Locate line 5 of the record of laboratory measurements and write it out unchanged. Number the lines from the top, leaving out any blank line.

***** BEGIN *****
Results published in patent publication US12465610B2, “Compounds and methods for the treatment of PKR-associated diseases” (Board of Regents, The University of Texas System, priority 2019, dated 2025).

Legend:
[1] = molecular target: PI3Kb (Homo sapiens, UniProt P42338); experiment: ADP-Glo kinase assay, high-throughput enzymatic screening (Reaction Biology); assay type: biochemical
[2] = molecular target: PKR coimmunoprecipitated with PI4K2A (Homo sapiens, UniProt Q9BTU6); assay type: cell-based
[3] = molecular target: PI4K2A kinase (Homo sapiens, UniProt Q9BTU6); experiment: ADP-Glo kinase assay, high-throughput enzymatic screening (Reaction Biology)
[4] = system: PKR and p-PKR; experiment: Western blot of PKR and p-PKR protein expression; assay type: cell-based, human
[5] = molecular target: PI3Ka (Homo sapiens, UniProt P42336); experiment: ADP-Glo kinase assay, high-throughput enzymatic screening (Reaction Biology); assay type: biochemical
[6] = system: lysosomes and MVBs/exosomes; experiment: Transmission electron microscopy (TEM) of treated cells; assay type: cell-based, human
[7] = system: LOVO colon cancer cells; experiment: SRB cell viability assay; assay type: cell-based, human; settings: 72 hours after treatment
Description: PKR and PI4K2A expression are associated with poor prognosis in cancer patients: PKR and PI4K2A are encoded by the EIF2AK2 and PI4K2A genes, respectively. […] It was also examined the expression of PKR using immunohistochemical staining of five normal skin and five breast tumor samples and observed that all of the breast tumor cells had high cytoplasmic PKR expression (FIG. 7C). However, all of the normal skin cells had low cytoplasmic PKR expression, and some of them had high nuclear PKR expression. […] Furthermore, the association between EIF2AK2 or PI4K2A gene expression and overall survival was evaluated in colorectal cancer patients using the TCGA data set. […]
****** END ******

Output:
[3] = molecular target: PI4K2A kinase (Homo sapiens, UniProt Q9BTU6); experiment: ADP-Glo kinase assay, high-throughput enzymatic screening (Reaction Biology)